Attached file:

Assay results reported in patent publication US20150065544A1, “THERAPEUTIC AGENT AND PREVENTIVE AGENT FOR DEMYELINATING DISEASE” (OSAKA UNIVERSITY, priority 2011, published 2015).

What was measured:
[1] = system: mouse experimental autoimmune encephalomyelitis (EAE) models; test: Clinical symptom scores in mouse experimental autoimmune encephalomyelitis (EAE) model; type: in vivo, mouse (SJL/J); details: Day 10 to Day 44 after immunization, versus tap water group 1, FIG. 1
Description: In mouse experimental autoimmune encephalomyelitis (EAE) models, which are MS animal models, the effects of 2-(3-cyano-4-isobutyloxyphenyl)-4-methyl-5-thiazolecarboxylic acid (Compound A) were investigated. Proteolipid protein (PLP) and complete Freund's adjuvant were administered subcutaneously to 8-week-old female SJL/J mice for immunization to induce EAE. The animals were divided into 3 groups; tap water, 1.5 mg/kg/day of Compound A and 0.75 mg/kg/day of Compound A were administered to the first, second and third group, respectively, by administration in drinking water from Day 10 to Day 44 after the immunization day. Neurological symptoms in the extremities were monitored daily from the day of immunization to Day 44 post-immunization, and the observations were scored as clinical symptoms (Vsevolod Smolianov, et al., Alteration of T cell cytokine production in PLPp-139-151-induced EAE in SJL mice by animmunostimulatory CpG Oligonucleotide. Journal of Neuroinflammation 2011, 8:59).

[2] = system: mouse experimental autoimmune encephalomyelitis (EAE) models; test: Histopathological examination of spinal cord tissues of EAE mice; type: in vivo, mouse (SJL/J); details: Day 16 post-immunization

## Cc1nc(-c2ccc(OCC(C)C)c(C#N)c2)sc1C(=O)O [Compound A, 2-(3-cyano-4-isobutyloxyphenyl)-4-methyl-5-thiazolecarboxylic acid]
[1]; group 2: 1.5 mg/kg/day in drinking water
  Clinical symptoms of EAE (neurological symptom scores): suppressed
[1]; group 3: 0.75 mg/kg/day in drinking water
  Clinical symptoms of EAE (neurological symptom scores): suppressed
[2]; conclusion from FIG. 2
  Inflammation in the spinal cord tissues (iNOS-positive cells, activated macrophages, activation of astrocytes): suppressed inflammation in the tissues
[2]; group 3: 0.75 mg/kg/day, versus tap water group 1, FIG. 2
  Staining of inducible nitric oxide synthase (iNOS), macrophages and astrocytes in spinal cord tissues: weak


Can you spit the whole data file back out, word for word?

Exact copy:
Assay results reported in patent publication US20150065544A1, “THERAPEUTIC AGENT AND PREVENTIVE AGENT FOR DEMYELINATING DISEASE” (OSAKA UNIVERSITY, priority 2011, published 2015).

What was measured:
[1] = system: mouse experimental autoimmune encephalomyelitis (EAE) models; test: Clinical symptom scores in mouse experimental autoimmune encephalomyelitis (EAE) model; type: in vivo, mouse (SJL/J); details: Day 10 to Day 44 after immunization, versus tap water group 1, FIG. 1
Description: In mouse experimental autoimmune encephalomyelitis (EAE) models, which are MS animal models, the effects of 2-(3-cyano-4-isobutyloxyphenyl)-4-methyl-5-thiazolecarboxylic acid (Compound A) were investigated. Proteolipid protein (PLP) and complete Freund's adjuvant were administered subcutaneously to 8-week-old female SJL/J mice for immunization to induce EAE. The animals were divided into 3 groups; tap water, 1.5 mg/kg/day of Compound A and 0.75 mg/kg/day of Compound A were administered to the first, second and third group, respectively, by administration in drinking water from Day 10 to Day 44 after the immunization day. Neurological symptoms in the extremities were monitored daily from the day of immunization to Day 44 post-immunization, and the observations were scored as clinical symptoms (Vsevolod Smolianov, et al., Alteration of T cell cytokine production in PLPp-139-151-induced EAE in SJL mice by animmunostimulatory CpG Oligonucleotide. Journal of Neuroinflammation 2011, 8:59).

[2] = system: mouse experimental autoimmune encephalomyelitis (EAE) models; test: Histopathological examination of spinal cord tissues of EAE mice; type: in vivo, mouse (SJL/J); details: Day 16 post-immunization

## Cc1nc(-c2ccc(OCC(C)C)c(C#N)c2)sc1C(=O)O [Compound A, 2-(3-cyano-4-isobutyloxyphenyl)-4-methyl-5-thiazolecarboxylic acid]
[1]; group 2: 1.5 mg/kg/day in drinking water
  Clinical symptoms of EAE (neurological symptom scores): suppressed
[1]; group 3: 0.75 mg/kg/day in drinking water
  Clinical symptoms of EAE (neurological symptom scores): suppressed
[2]; conclusion from FIG. 2
  Inflammation in the spinal cord tissues (iNOS-positive cells, activated macrophages, activation of astrocytes): suppressed inflammation in the tissues
[2]; group 3: 0.75 mg/kg/day, versus tap water group 1, FIG. 2
  Staining of inducible nitric oxide synthase (iNOS), macrophages and astrocytes in spinal cord tissues: weak